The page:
Rusty Croft modeled his sculpture on a whimsical character in a children's book. He says these creations are made for the moment.
 
“They're not supposed to last. It's kind of like life. It's here and then gone, so enjoy it now,” says Croft.
 
The sculptures will be gone, but many of these artists will be back next year, carving new creations in the sand.

You May Like

Lesotho Faces New Round of Violence, Political Crisis

Brutal killing of military officer has sent former leaders back into S. Africa where they're watching anxiously as regional officials head in to try to restore peace More

Video US Diplomat Expects Adoption of Bosnian Massacre Anniversary Resolution

Samantha Power says there's broad consensus about killings in Bosnia's war, but Russia calls resolution 'divisive,' backs UN countermeasure More

UN Report Exposes Widespread Boko Haram Atrocities

Damning report graphically details pattern of vicious, widespread atrocities committed by Islamist militants More

Featured Videos

Your JavaScript is turned off or you have an old version of Adobe's Flash Player. Get the latest Flash player.
Olympics Construction Scars Sacred Korean Mountaini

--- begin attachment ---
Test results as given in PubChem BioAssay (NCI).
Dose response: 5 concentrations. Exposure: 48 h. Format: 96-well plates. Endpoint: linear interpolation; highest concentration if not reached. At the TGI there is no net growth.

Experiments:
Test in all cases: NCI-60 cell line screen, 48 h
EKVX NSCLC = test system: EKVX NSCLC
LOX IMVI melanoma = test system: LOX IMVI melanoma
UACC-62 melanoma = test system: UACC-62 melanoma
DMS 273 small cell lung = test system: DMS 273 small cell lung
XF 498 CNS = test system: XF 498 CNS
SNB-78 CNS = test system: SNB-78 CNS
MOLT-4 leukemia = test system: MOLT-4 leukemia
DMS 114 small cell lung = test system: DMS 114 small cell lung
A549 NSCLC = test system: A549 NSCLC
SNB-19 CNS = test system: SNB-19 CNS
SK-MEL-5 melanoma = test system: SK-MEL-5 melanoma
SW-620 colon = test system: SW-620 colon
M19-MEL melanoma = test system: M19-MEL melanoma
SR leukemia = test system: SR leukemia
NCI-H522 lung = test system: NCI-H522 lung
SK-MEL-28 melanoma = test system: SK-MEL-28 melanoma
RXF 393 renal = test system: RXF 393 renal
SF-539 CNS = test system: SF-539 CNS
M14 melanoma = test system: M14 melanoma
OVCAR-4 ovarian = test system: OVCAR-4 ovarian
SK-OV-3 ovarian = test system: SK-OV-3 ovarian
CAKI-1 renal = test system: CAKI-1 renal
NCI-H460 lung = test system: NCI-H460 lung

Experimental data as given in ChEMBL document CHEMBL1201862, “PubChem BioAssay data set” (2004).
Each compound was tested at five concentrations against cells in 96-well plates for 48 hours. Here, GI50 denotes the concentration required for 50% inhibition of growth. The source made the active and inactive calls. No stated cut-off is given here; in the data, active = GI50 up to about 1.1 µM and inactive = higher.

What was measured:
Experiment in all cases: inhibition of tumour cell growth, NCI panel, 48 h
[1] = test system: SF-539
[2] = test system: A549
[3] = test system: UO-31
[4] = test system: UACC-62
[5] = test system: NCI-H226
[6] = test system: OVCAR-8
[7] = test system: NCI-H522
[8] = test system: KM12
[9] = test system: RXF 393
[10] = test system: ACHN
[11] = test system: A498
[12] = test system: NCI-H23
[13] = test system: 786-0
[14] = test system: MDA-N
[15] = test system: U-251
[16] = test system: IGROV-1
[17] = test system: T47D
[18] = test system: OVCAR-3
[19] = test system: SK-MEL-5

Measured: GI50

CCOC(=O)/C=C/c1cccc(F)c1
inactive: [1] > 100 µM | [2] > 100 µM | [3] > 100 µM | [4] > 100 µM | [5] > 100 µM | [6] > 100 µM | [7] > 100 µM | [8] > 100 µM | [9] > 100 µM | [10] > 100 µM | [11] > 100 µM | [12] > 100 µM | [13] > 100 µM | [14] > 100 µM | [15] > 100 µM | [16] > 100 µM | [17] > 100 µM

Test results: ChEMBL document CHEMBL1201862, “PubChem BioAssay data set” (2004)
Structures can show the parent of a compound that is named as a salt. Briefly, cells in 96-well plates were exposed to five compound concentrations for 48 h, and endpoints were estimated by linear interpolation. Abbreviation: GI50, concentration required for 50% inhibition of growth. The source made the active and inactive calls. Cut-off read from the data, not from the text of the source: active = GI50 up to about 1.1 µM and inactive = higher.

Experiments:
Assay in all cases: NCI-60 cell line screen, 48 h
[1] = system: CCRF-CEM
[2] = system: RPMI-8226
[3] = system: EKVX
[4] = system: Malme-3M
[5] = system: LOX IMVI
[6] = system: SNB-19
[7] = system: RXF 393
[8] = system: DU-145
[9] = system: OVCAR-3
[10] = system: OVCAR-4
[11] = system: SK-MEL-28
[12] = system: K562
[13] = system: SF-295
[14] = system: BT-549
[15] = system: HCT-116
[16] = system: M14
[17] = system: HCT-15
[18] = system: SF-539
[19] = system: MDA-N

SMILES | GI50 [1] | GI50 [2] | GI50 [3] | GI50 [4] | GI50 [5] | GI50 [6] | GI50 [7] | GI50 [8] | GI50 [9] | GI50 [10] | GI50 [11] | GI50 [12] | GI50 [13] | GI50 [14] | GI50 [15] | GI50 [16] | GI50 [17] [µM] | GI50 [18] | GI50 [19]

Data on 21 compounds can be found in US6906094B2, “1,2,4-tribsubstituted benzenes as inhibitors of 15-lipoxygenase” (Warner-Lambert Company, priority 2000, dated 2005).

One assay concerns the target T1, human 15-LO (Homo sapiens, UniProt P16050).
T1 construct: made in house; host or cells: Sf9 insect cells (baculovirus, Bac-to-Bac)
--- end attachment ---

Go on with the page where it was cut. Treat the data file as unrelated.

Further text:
X
July 02, 2015 4:10 AM
Environmentalists in South Korea are protesting a Winter Olympics construction project to build a ski slope through a 500-year-old protected forest. Brian Padden reports that although there is strong national support for hosting the 2018 Pyeongchang Winter Olympics, there are growing public concerns over the costs and possible ecological damage at the revered mountain.
Video

Video Olympics Construction Scars Sacred Korean Mountain

Environmentalists in South Korea are protesting a Winter Olympics construction project to build a ski slope through a 500-year-old protected forest. Brian Padden reports that although there is strong national support for hosting the 2018 Pyeongchang Winter Olympics, there are growing public concerns over the costs and possible ecological damage at the revered mountain.
Video

Video Xenophobia Victims in South Africa Flee Violence, Then Return

Many Malawians fled South Africa early this year after xenophobic attacks on African immigrants. But many quickly found life was no better at home and have returned to South Africa – often illegally and without jobs, and facing the tough task of having to start over. Lameck Masina and Anita Powell file from Johannesburg.